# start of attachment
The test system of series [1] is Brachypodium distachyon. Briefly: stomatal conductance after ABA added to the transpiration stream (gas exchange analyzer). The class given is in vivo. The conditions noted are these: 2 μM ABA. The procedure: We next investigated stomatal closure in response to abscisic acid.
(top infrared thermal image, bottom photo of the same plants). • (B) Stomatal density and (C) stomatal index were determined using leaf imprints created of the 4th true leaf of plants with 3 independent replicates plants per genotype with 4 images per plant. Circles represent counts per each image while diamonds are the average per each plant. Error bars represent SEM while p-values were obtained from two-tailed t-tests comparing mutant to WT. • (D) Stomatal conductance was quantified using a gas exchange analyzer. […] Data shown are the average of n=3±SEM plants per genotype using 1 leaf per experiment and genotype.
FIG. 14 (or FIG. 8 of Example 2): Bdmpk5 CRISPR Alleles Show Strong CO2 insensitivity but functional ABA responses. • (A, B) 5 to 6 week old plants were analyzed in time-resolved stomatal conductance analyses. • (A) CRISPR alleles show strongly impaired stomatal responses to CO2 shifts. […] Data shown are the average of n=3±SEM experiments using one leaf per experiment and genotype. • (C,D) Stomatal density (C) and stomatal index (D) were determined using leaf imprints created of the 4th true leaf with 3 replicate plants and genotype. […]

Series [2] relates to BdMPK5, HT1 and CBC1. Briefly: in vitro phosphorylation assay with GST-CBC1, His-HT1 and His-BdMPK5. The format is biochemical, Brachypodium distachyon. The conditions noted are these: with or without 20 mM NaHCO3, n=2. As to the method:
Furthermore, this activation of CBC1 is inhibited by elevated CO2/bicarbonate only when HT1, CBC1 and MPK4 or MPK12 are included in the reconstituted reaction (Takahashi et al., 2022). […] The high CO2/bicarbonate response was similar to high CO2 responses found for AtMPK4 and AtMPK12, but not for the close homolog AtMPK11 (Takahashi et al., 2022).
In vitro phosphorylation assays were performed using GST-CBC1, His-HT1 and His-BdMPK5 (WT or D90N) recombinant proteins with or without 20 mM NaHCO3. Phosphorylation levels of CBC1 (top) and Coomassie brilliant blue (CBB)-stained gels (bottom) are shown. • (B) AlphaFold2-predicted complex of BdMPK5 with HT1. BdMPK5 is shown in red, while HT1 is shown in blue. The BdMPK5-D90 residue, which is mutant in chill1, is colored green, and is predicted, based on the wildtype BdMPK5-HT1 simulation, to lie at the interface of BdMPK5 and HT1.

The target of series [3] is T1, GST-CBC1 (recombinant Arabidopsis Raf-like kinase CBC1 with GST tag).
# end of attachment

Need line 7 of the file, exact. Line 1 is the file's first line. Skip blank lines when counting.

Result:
The target of series [3] is T1, GST-CBC1 (recombinant Arabidopsis Raf-like kinase CBC1 with GST tag).